Toronto Star ePaper

Etobicoke’s coat of arms doesn’t reflect city’s values, staff find


The plan to remove the coat of arms for the former City of Etobicoke from the local civic centre will move ahead, after city staff delivered a report Tuesday that confirmed it “does not reflect its values of reconciliation and inclusion.”

The coat of arms has been the subject of numerous complaints, since as far back as 2017. Created in 1977, the symbol for the former City of Etobicoke depicts an Indigenous man on the left and explorer Étienne Brûlé on the right. Underneath the Indigenous man is the word “Tradition” and under the explorer is “Progress.”

The concerns raised about the coat of arms “relate to the use of stereotypical and offensive Indigenous imagery and language,” said the report, which went on to say that, in consultation with the Human Rights Office and Indigenous Affairs Office, it was determined the coat of arms should be removed.

“It’s that same old stereotypical thinking: ‘The First Nations had their traditions … they were backward, and we’re the ones that showed them progress.’ And we know that’s not true,” Chief Stacey LaForme, of the Mississaugas of the Credit First Nation, told the Star in November.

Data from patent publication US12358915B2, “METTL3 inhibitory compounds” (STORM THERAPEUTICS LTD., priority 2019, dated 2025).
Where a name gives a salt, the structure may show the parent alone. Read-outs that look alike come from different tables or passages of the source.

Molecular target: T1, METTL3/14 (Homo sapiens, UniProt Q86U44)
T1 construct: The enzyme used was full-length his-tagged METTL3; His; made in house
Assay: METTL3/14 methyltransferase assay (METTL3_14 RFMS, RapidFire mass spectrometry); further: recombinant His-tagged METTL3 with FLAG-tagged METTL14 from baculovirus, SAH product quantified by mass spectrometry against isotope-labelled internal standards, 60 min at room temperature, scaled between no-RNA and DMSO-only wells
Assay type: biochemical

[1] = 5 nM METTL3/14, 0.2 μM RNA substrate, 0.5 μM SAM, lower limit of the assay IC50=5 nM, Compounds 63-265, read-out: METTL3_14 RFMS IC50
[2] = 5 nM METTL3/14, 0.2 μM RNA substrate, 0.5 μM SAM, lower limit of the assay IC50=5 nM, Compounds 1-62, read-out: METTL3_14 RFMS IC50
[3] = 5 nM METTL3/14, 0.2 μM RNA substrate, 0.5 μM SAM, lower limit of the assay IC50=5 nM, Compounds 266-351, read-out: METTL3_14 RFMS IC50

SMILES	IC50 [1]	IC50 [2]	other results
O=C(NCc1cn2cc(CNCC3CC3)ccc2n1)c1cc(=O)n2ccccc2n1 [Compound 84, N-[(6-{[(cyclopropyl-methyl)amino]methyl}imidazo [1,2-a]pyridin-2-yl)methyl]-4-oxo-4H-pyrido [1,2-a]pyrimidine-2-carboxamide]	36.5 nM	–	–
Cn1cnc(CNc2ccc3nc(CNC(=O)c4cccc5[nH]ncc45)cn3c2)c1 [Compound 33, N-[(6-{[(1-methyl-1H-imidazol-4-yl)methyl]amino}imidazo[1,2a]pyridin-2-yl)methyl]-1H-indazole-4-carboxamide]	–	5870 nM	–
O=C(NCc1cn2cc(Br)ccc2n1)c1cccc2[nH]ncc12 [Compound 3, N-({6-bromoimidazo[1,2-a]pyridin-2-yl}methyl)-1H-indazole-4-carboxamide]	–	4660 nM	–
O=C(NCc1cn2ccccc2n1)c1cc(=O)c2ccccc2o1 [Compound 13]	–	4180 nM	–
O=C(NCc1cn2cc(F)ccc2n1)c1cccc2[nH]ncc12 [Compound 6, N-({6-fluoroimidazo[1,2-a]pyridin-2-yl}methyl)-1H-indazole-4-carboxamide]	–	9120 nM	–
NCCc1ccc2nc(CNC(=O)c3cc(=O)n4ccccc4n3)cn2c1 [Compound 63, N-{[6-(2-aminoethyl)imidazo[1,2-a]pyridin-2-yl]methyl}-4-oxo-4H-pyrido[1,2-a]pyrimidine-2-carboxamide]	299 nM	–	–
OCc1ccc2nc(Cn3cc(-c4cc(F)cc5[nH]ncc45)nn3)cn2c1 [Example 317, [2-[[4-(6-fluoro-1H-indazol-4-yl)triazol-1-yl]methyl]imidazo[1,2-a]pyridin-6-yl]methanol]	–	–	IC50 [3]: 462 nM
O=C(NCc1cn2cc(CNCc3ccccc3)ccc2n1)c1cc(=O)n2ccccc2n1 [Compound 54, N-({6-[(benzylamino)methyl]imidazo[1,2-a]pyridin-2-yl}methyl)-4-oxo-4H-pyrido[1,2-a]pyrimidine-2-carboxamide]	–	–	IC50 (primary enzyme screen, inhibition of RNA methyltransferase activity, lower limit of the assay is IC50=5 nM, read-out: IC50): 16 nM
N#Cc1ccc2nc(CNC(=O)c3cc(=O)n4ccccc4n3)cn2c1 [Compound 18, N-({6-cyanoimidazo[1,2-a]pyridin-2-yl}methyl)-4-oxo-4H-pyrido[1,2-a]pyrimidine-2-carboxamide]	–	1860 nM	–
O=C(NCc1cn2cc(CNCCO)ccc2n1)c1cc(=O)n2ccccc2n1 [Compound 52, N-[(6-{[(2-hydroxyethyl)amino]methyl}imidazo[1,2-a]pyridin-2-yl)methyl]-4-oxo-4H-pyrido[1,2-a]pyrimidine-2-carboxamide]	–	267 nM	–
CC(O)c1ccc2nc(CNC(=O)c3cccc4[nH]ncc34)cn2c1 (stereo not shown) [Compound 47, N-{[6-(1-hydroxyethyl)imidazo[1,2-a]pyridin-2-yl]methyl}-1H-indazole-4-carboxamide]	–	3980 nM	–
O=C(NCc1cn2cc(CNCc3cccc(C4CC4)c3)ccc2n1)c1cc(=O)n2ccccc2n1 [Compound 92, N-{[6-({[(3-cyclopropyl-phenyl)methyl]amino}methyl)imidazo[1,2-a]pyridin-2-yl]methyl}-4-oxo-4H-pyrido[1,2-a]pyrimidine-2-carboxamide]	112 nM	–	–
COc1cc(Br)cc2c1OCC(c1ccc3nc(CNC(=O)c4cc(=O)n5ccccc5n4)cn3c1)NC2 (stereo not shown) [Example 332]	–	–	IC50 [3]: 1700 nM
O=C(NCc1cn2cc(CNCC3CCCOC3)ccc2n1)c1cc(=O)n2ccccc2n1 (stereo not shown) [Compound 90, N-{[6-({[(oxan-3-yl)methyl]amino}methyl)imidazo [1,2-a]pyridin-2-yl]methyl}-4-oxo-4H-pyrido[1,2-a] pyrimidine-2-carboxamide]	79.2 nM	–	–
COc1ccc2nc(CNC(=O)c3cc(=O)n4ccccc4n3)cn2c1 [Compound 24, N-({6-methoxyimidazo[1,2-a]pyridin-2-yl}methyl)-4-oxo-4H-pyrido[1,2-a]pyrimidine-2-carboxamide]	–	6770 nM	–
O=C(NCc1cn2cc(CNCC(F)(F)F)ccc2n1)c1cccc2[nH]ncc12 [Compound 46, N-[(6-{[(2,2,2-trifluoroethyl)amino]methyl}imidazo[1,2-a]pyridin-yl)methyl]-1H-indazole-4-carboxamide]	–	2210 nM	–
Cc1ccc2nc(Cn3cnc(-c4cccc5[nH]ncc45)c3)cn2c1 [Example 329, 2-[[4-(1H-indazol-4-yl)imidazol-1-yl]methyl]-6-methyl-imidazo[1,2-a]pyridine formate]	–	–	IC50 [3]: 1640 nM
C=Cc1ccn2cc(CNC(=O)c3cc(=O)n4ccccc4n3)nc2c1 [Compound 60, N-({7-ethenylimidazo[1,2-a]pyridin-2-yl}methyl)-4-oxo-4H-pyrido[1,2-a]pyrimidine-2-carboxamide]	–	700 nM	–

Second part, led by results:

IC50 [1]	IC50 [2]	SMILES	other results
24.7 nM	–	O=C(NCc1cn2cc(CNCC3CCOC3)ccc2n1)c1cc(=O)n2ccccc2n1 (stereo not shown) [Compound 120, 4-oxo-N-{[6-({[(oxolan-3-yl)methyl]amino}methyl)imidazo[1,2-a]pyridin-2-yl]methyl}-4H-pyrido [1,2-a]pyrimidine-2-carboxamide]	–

The report came at the request of Coun. Stephen Holyday, who represents Etobicoke Centre. He said he didn’t believe the words beneath were tied to the figures above, and that the emblem is an important symbol to Etobicoke.

At council’s executive committee meeting on Tuesday, Holyday pointed out that the Etobicoke coat of arms is in a number of places. He then displayed several other coats of arms from across Canada, which also depict Indigenous people.

“Here you have the former municipality in the City of Toronto, that actually has an Ojibwe name in its title, trying to honour some of the history of the land in its coat of arms, and here we are putting it away,” said Holyday in remarks at the meeting. “I just think it’s bigger than the small report that’s here, and decisions like this belong with council and not staff.”

Deputy Mayor Amber Morley, who represents EtobicokeLakeshore, said she was proud of staff for doing this work and moving forward with the removal of the symbol.

“It is triggering for many individuals who have experienced the harmful, painful, violent and oppressive history,” said Morley.

It’s not known when city staff will remove the coat of arms from the Etobicoke Civic Centre.





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